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A little expectoration.

One of my new goals now that I have a real job is spending more time writing and such. Other things include, of course, such mandated activities as working out and going out, but those should be obvious given my demographics (young[ish], gay male, etc.).

But writing is something different; it was one of my firsts loves, an early passion. And it still means a lot to me, even if papers for school represent most of my recent writerly output. So, in the interest of writing more, I might as well try going back to where it all began--blogging.

I'd like to think that's where I really got a taste of writing and began honing my skills. That being said, it was also a place where I vented a lot of inappropriate stuff. Either letting loose a volley of unwarranted hostility or sharing things that weren't my business to be sharing or simply lacking the discretion to cover my own ass and stay out of trouble. I was a mess back through most of that; I was something crazy--and it showed.

That being said, what ought I blog about now? I'm not going to be dishing on my latest crush or love triangle; vent my latest meltdown or declare my miraculous turn around. I think general reflections might be better, if I go down that road at all.

I think, too, I can use this space as an area to explore & express my thoughts about art and culture, such as books or TV shows I like (or don't). That seems an especially fruitful avenue by my estimation. Anyone who knows me knows I can have some pretty strong, or at least articulated, feels about the media I consume, and I wouldn't mind putting it all in one place for anyone interested.

So maybe that's what I'll do: reflections and reviews. I'd also like to write other things--poetry, I hope, or even fiction, if I dare--but getting to that point of creative output can take some practice, some regularity. Even if writing those kinds of things is just for fun, it can't hurt to write more casually in the form of blog posts to get me there.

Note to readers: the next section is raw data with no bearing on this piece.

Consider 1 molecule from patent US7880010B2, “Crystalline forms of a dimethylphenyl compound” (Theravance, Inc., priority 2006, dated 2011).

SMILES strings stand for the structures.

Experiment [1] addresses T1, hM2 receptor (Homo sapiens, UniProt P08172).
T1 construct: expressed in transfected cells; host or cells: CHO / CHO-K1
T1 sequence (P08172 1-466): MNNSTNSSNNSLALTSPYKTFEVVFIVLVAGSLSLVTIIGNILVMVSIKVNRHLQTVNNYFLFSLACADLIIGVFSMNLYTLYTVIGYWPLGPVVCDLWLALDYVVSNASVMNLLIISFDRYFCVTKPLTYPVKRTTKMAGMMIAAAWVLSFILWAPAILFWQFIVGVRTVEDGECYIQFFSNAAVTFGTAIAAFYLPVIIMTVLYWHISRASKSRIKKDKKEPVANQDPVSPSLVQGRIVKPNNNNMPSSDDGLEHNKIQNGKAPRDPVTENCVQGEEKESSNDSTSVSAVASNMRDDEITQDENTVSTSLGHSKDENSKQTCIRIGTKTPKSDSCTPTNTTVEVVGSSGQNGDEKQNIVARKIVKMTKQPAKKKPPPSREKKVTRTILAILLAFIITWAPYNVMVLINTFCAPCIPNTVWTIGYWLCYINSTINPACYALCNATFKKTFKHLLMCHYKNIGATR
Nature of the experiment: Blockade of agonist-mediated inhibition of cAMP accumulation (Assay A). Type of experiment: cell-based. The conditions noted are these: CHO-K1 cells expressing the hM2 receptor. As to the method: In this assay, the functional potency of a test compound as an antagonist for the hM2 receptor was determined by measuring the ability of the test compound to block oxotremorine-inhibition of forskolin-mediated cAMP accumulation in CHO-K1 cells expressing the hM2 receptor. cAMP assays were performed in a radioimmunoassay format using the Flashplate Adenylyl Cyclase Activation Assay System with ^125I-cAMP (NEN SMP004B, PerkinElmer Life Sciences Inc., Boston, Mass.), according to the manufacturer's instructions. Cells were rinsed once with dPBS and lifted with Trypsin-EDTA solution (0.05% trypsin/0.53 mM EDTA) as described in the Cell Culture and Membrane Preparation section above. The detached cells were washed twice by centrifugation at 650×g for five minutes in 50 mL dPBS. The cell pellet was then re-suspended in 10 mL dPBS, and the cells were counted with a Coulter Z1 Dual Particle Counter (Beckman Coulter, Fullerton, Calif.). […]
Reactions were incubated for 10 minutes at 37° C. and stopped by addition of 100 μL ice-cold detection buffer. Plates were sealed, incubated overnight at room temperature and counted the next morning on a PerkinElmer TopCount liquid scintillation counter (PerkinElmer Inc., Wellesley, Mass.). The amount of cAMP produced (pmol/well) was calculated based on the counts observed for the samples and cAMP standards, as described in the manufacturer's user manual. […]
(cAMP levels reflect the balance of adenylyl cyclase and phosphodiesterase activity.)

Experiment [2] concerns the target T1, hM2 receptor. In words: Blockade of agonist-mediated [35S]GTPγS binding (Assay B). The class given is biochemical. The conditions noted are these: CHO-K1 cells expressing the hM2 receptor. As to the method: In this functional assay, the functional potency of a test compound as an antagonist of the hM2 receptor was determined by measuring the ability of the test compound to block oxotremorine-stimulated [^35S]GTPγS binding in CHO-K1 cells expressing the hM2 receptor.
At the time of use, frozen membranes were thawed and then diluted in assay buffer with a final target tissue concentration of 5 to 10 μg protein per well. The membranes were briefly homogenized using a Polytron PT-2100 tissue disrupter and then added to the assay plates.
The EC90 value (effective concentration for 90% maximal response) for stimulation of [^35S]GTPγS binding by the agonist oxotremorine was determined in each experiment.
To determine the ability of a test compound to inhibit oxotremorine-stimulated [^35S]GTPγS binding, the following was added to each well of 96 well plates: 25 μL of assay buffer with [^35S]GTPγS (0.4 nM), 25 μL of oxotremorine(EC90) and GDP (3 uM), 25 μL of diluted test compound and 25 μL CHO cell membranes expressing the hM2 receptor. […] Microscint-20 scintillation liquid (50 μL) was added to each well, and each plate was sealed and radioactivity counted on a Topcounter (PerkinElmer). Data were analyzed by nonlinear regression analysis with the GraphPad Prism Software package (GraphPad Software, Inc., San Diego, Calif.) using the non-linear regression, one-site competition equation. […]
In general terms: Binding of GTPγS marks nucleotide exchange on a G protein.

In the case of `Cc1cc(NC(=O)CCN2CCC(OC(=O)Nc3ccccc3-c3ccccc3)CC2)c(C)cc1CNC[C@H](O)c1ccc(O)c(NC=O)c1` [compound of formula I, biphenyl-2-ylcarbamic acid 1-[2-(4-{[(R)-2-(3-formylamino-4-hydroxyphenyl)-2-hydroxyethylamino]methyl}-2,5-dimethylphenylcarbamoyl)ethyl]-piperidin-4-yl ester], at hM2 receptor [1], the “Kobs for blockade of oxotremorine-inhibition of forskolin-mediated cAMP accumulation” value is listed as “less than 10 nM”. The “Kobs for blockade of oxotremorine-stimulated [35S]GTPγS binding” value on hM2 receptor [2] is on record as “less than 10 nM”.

(Also, I'll have to update this blog's lay out now that I'm no longer using "facepalmer." Hm....)


Other things that might interest you...

This moment: A tattoo.

So I read Mrs. Dalloway in high school, and it was perhaps the most beautiful thing I'd ever read. One passage in particular, very early in the book, hit me hard with my first experience of the sublime, and stayed with me—and led at last to my first tattoo.
In people’s eyes, in the swing, tramp, and trudge; in the bellow and the uproar; the carriages, motor cars, omnibuses, vans, sandwich men shuffling and swinging; brass bands; barrel organs; in the triumph and the jingle and the strange high singing of some aeroplane overhead was what she loved; life; London; this moment of June.  (Emphasis added; full paragraph included below. From the full text of the novel as made available by the University of Adelaide.)

The paragraph this is from, the 4th paragraph of the novel, is the 1st passage with the stream of consciousness the book is famous for; although self-limited here, the flow is no less gorgeous. In the passage, Clarissa is walking on a street to get those famous flowers herse…

Losing Doolittle.

I recently got to spend a few days at the lake house my family used to visit through most of my childhood; we no longer own it, and it turns out I missed it more deeply than I realized.

Anthony and I both got the week before NYC Pride off this year, so I contrived to get us a little time there. The cousins who own Greenshore gave Anthony and me permission to relax there for several days rather than just the 1 or 2 I had expected. Good god, I'm grateful for that.

I missed this place. Standing on the balcony, the porch, or the dock and looking out over the lake, I was reminded of the beauty and tranquility this lake represents for me. The meaning and memories, too.

This was always a place of solace and stability for me. We moved around a lot when I was a kid, but we always came back to this place. It had been in our family for generations before I was even born—if we'd been able to keep it, it would have been a solid 4 generations including mine. This was where I figured out I w…

Sarracenia 'Palmerpink.'

So I posted the other day about my rekindled carnivorous plant obsession—I mean, hobby. I mentioned, in passing, that I had "discovered" a possible cultivar, so here's the lowdown on what that means and what I meant.

The term "cultivar" is short for "cultivated variety," and signifies that a particular plant is so desirable and interesting that people want exact copies of it rather than simply seed from it. Some famous American pitcher plant (Sarracenia) cultivars include the legendary Adrian Slack, the massive Leah Wilkerson, and the classic Judith Hindle.

Part of how these come about is that, unlike horses x donkeys = mules and certain other hybrids, Sarracenia hybrids aren't sterile and can be crossed and recrossed without limit. Further, random chance can create crazy combinations of genes such that even hybrids between the same species—heck, even the same parents—can demonstrate quite the variety. More on that elsewhere.

Depending on how easy…